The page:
I feel it.
It’s not the weather. I’m still wearing tank tops and donning a sweaty glow.
It’s the sunflowers.
Towering overhead, they face the sun and slouch toward the ground announcing that summer ebbs and fall flows.
The calendar confirms the message of the sunflowers. It’s about to flip to September and our family rhythms are morphing into school routines.
All good things must come to an end….
Just as the trees dressed themselves in spring, we planted our sunflowers, my baby and I. Methodically, we set single seeds in starter pots, covered them with soil and water then sprinkled them with the fairy dust of patience and hope. That night around the dinner table we imagined forward anticipating beach days and gardening, lawn mowing and picnics, exercise routines and bonfires, friends visiting from the four winds.
Every day after that, we watched and watered and wondered when our seeds would sprout. First, they peeked out as tiny green shoots. Then they outgrew their small containers and we transplanted them into neat rows in the big garden.
As we tucked their immature root system in the soil, I worried aloud that the deer might trample them but they didn’t. And pretty soon, with the late spring rains, they grew quicker than weeds and danced in the wind waving “Hello Summer”.
While they grew, we drove and flew.
We attended a wedding, and a funeral.
We buried a dog and adopted a puppy.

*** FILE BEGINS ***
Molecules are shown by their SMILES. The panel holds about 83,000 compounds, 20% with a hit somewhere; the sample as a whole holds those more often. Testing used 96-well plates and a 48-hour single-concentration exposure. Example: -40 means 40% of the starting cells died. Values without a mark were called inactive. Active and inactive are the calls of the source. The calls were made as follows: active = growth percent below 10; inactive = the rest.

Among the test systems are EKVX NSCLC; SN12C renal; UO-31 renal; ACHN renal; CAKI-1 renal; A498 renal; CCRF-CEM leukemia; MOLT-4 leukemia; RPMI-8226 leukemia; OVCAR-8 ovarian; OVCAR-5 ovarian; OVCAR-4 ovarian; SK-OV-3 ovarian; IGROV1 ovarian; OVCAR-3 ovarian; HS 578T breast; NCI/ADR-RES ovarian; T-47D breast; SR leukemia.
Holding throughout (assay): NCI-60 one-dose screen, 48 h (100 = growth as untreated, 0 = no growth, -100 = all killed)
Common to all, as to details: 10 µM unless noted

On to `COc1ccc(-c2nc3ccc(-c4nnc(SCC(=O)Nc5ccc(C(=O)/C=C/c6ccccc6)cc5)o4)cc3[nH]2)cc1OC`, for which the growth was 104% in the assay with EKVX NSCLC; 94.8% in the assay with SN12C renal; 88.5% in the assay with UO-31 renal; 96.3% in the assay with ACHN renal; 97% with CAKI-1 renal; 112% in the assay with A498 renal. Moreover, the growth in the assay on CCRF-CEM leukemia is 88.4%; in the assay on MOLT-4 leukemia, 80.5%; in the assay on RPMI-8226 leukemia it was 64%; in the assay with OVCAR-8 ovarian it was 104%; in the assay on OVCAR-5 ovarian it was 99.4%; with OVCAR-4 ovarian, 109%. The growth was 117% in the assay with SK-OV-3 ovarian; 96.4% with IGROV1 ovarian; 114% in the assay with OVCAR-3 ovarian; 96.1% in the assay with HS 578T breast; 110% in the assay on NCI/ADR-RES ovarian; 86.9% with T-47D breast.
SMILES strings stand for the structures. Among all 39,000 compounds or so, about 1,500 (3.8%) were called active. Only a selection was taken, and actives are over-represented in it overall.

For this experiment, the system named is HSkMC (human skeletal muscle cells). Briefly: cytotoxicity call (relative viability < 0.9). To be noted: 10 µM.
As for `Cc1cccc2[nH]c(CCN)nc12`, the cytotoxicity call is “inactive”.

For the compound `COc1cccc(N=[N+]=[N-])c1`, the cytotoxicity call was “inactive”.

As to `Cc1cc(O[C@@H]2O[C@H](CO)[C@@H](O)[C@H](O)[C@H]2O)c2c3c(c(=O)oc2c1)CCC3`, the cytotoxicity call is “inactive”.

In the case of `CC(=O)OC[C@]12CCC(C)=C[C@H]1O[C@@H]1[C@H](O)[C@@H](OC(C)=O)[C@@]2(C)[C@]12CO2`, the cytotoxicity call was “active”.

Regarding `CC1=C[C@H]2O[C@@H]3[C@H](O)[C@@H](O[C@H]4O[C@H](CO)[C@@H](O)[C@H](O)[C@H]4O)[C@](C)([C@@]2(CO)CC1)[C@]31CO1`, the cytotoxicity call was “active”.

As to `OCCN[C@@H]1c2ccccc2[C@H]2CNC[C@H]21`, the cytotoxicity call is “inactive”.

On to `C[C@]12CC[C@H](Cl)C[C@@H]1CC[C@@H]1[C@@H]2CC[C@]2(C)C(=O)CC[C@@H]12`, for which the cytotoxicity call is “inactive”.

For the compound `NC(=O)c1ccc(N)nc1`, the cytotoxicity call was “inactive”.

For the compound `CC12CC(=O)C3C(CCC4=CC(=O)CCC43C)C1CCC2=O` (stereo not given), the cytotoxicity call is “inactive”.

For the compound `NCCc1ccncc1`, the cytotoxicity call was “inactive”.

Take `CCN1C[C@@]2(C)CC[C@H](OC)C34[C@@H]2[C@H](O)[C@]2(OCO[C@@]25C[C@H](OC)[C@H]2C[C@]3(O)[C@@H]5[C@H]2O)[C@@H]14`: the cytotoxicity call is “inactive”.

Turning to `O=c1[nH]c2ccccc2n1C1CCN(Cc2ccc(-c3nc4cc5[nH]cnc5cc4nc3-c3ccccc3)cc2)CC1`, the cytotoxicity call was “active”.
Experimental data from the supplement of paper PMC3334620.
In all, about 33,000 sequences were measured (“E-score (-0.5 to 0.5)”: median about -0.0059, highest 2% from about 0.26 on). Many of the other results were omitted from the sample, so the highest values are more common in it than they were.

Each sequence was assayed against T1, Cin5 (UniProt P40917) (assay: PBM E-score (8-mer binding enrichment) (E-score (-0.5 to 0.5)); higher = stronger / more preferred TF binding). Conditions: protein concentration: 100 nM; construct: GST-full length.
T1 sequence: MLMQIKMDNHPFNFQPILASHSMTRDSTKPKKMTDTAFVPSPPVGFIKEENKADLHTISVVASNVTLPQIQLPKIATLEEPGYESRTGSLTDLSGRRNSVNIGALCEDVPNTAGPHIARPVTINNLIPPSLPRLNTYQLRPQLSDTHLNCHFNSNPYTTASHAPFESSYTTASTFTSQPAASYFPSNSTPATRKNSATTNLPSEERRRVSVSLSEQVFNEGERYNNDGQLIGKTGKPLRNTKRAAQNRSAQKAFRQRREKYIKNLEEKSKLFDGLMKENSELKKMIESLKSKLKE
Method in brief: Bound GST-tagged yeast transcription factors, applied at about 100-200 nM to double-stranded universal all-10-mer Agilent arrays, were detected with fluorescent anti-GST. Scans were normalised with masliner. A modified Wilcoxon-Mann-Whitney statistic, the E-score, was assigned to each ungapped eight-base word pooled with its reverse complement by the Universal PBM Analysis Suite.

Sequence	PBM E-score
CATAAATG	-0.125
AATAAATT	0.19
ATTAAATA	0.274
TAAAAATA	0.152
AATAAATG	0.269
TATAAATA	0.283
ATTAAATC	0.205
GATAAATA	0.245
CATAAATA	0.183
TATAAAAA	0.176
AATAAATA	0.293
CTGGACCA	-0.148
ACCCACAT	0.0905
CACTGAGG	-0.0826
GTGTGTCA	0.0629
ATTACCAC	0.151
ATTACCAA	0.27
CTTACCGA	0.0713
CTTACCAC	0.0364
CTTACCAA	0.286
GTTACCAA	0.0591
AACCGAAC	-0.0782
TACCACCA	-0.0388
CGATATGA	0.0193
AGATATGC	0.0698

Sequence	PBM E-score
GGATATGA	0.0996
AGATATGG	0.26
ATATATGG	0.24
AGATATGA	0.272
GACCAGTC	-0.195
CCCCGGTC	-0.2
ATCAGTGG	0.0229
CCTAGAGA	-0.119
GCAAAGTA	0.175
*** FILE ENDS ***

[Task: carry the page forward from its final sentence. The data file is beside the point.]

We mowed and grilled, walked and swam.
We picnicked on the lawn and at the beach.
And eventually our sunflowers outgrew my baby and then me. Some bent over after hard pelting rains or gusty southwest winds. A few even snapped at the base of the stem. The rest stretched for the sun and last week, after a nourishing rain, finally bloomed all sunshine.
So why am I ambivalent, I wonder?
When I walk out to the garden to admire them, it’s melancholy I feel.
A whole summer of fresh, new mercies one day at a time.
And now it’s almost gone…..
It’s like playing a board game with an hourglass. You glance over and see there are only a few grains of sand left. And you feel the pressure to make your move—quick. Before it’s too late.
So I gather up the family and make my pitch at dinner. How about a family beach day? Last chance before school starts. All together this time, except for the one who’s not here anymore. And we can take the new puppy.
The sands of time, they can’t be flipped for a restart. In real, we don’t get to turn the hourglass over. We only get to ride this summer once and it’s almost in the history books.
So we’re intentional about finishing well.
We celebrate all of the sweetness, the surprises, the adventures.
The people who came from near and far to sleep and eat and play with us.
The food and flowers that grew as we kept our commitment to water them.
The places we went to serve and help.
All the blueberries we picked.
All of the waves we watched lap onto the shore.
And we make space to feel sadness about what we lost.
And we reflect on what we hoped for but didn’t happen.
The people we wanted to be with but weren’t.
The moments we could have been enjoying each other but sat in front of our devices instead.
This year, it’s the sunflowers instead of Rubbermaid bins that serve as a tangible reminder that the season’s changing.
So, I take my scissors out to the garden and cut the blooms with broken stems, arranging them in vases with fresh water. They drop bright yellow pollen on the kitchen table and I am reminded that fall has it’s own fairy dust of anticipation just beyond the transition.